Thread: Linked Lists

  1. #1
    Registered User
    Join Date
    Sep 2009

    Linked Lists

    We just started using Linked Lists and quite frankly im lost. I understand the idea behind them and the purpose but im not sure exactly how to go about code-wise doing this. Any assistance to get me going would be greatly appreciated

    here are the instructions
    0. define EXACTLY one  C++ string variable.  As you proceed through the execution of the main program, because your program only has one C++ string variable it forgets the old one as soon as a new one is read.
    1. define ONLY two  node pointers, say Head and Current, i.e., two variables that can point to a Node. You cannot create more than two.
    2. Read a string from the keyboard.
    3. Allocate a new node and store the string just read in the data portion of the node, and make the link null, i.e., call the Node constructor to do this.  You will need to remember this node created by setting Head to this node.
    4. Read a second string from the keyboard.
    5. Using if-stmts decide if this second string comes before the first string read, is the same as the first string read, or goes after the first string read.
    6. If the two strings are the same, then skip to step 7.
    6a Allocate a new node, store the second string read in the data portion of the node
    6b Place the new node in the correct position, i.e., before or after the existing node.
    7. Read another string from the keyboard.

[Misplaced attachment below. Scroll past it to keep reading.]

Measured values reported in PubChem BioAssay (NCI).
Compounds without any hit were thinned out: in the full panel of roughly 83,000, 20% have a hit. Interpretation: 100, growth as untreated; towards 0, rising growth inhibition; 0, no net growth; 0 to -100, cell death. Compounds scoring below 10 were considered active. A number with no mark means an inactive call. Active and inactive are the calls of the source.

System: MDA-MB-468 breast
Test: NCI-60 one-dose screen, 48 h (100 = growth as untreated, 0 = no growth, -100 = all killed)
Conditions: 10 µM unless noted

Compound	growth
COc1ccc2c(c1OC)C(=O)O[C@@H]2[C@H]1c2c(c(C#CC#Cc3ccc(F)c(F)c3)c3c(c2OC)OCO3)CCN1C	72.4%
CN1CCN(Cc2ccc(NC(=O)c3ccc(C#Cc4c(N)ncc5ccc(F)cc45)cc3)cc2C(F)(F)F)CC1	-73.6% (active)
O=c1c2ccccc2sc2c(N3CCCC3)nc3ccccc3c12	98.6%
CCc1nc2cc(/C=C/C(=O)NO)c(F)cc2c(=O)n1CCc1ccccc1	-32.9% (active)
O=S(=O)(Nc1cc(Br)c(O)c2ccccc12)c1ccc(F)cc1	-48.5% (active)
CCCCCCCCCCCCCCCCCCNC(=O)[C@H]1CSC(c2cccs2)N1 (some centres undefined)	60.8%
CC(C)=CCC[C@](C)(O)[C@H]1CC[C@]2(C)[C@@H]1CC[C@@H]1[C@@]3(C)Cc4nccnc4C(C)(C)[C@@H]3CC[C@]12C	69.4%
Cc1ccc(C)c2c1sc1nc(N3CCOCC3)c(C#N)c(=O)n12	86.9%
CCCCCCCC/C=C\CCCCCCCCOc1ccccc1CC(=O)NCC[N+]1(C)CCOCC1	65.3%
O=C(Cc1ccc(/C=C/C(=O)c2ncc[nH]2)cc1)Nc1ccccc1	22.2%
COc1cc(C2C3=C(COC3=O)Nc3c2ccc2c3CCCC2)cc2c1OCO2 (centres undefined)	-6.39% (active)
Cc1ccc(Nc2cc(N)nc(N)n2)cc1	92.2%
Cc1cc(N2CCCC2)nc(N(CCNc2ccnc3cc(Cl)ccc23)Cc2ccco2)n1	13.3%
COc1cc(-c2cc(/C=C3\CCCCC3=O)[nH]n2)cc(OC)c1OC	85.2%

8. Decide where this third string fits within the previous two read (before, same as, or after).
    9. If the new string is the same, then skip to step 10.
    9a Allocate a new node, store the third string in the data portion of the node
    9b Place the new node in the correct position: at beginning, in middle, or at end.
    10. At this time, you should have read three strings, appropriately created nodes, and inserted into a linked list.
    10a. Now traverse your list while printing the data, i.e., as you come to a node, print the data found in that node.  Remember, there may be one, two, or three nodes in the list. So you cannot just blindly print three things here.  Example.  If the input were a, b, b, then the output would be  a   b
    Here is my main program
    #include "Node.h"
    #include <iostream>
    using namespace std;
    int main()
        string userInput = "";
        Node *Head;
        Node *Current;
        cin >> userInput;
        Head = new Node;
        Node( userInput, ???);
         return 0;
    So somehow I need to create a new node and store the data in that node. Then read in another, compare them and then put them in appropiate positions, and finally do the last one.

    The input is : a, b, c

    here is the header file (provided by the teacher)
    #include <iostream>
    using namespace std;
    // The node class will represent each node in the linked list
    class Node
    	 string Data;		// the data portion of a node
    	 Node*  Link;		// the link portion of a node
    	 // default constructor
    	 Node(string strData="", Node* ptrNode=NULL)
              Data = strData;
              Link = ptrNode;
    	 // copy constructor
    	 Node(Node* ptrNode)
              Data = ptrNode->Data;
              Link = ptrNode->Link;

  2. #2
    The larch
    Join Date
    May 2006
    That's what the constructor is for:

    Head = new Node(input);
    I might be wrong.

    Thank you, anon. You sure know how to recognize different types of trees from quite a long way away.
    Quoted more than 1000 times (I hope).

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